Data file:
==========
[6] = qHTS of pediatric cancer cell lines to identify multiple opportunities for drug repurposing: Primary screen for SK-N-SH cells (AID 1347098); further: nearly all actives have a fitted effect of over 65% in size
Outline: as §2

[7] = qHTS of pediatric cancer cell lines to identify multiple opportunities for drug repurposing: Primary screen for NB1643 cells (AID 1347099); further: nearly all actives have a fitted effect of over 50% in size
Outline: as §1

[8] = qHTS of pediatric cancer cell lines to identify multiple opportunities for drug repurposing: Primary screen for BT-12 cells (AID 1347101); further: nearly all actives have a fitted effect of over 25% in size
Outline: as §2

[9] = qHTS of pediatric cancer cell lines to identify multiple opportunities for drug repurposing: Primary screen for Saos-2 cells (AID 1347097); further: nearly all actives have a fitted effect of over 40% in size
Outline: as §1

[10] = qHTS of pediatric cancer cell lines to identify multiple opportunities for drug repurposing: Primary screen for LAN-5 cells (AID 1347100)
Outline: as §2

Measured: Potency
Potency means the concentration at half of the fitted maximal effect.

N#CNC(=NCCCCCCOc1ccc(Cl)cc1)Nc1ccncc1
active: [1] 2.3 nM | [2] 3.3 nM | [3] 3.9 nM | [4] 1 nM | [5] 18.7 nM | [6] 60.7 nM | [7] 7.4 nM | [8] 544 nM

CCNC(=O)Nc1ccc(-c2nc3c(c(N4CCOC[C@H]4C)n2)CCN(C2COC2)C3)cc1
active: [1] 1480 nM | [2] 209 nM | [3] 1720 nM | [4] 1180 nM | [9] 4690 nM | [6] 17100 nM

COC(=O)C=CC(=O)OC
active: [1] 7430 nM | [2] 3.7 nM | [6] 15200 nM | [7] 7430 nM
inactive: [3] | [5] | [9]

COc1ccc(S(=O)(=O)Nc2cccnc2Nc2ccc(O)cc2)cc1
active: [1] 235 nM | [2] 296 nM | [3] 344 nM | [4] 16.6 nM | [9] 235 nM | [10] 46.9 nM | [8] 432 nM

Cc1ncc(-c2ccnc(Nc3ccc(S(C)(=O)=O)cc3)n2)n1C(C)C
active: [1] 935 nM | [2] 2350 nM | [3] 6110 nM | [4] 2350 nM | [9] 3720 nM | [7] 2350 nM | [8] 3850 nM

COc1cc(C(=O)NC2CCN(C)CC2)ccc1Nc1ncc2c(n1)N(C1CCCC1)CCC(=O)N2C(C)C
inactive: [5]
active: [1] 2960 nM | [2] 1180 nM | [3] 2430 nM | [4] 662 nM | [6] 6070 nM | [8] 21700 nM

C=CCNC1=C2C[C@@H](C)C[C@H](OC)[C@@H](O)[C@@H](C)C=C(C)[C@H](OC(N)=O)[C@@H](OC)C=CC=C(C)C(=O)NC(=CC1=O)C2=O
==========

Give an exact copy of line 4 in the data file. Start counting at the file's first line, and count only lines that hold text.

Outline: as §1